First, there was the news that Charlie Sheen was on yet another cocaine binge, this time with a porn star locked in hotel room closet. Then, there was Sheen’s in-home rehab. Next was the news that CBS was canceling the final eight episodes of “Two and a Half Men,” followed by Sheen’s bizarre media tour where he blamed everyone but himself, and spoke of reports about his behavior as “the gibberish of fools.” He did, however, admit to being under the influence of one drug: “Charlie Sheen.”
Now the latest: According to TMZ, Charlie’s lawyer is “going to pursue all legal options,” including a lawsuit against Warner Bros. and CBS for $320 million dollars. The hefty amount includes $64 million for lost wages — Charlie makes $2 million per episode, multiplied by the eight episodes this season and 24 next season — and, according to The New York Post, damages for “mental anguish.”
Charlie Sheen may very well be just another coked-out, womanizing Hollywood star who lives in a delusional world; however, Warner Bros. has a binding contract with Mr. Sheen to produce “Two and a Half Men” through the 2012 season. (CBS does not have a contract with Sheen, but Sheen’s legal argument against CBS will be that CBS interfered with the “performance” of the Sheen/Warner Bros. contract by canceling the show.)
Regardless of what Charlie tells 20/20, The Today Show, Good Morning America, Piers Morgan, and whoever else will listen, the battle comes down to the four corners of the contract.
Hollywood attorneys are no strangers to actors’ self-destructive behavior and aren’t generally concerned with anything other than their bottom line and economic interests. As a result, contracts often state that they can be terminated “without cause.”
Last year, when Charlie renegotiated his contract with Warner Bros., he probably didn’t see the boilerplate termination clause in the agreement. Or, if he did, he didn’t think that portion had anything to do with his off-the-screen antics, especially since the contract was signed while he was facing felony charges in Aspen for domestic battery.
Sheen’s attorney has said that Warner Bros. is “two-faced,” but that kind of allegation certainly won’t make its way into a $320 million complaint. The real question is whether Warner Bros. was forced to terminate its contract with Sheen due to CBS’s unilateral cancellation of the show.
Remember, there are two contracts here: one between Sheen and Warner Bros., and another between CBS and Warner Bros. While Sheen may certainly have a claim against CBS for its “interference” with his contract, the greater legal question is whether CBS legally terminated its agreement with the show’s producers. Sheen has an uphill battle if he thinks a CBS-Warner Bros. conspiracy exists.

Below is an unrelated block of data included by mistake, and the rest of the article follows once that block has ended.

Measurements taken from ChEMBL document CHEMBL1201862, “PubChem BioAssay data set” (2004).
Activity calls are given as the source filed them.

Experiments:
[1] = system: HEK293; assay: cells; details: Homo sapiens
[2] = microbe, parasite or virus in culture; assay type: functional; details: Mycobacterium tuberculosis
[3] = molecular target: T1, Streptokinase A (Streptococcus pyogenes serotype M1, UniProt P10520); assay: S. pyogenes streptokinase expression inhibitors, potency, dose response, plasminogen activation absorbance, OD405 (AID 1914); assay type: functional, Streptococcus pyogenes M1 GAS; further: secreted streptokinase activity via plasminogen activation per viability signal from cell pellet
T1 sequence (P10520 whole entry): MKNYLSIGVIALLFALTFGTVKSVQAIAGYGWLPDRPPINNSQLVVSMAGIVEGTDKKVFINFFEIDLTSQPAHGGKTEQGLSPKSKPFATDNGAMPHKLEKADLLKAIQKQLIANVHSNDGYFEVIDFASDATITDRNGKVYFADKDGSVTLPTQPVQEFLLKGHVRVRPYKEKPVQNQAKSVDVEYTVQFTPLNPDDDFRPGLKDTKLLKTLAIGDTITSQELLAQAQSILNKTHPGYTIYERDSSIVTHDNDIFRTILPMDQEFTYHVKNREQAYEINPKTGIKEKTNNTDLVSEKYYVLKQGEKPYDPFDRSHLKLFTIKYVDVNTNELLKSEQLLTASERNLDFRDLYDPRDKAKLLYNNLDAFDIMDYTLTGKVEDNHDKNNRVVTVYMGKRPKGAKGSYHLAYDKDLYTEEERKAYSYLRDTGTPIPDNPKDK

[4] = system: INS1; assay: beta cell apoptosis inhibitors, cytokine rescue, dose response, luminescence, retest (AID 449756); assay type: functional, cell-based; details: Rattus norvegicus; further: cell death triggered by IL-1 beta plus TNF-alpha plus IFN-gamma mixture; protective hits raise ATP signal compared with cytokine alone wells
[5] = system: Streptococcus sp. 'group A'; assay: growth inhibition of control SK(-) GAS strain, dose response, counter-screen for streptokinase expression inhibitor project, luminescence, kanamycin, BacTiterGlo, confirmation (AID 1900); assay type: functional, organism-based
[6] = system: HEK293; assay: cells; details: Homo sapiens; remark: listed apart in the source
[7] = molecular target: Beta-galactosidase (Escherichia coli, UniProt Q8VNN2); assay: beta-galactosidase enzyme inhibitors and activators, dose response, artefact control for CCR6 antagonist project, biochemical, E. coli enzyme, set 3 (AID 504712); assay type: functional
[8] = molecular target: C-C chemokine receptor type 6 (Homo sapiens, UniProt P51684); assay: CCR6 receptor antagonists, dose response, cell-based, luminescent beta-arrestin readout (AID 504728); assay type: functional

A CBS senior executive said, “While the whole situation is regrettable, it will have no material impact to a company of our size.” Read the words carefully; there is no mention of a contract, just a brief statement about CBS’s economic interests.
At the end of the day, a lawsuit is unlikely. Sheen is posturing in all of his anger-filled interviews and his attorney’s letter to TMZ. The parties will either settle out of court and part ways, or they will agree to a truce and continue with the production of the show.
CBS may be able to legally dump the show, but they are most likely still running the numbers. Charlie Sheen is like a Terrell Owens: he’s a total nightmare to work with; however, he brings the team hundreds of millions of dollars.
It’s all about the money for all sides. CBS and Warner Bros. have too much to lose by dropping Sheen. They must continue dealing the Charlie Sheen drug to whoever will buy it.
Tamara N. Holder is one of the nation’s rising attorneys and legal analytical stars. She is a Contributor for the Fox News Channel. She founded The Law Firm of Tamara N. Holder, LLC, in 2005. Her work includes: criminal defense, expungement, race discrimination, police brutality, public policy, and pro bono practices. Seeing the need for outreach in this area, Tamara founded www.xpunged.com, a practice that provides a second chance to those individuals who have expungeable offenses under Illinois law. She is a former clerk to the Vice President of Business and Legal Affairs at Miramax/Dimension Films.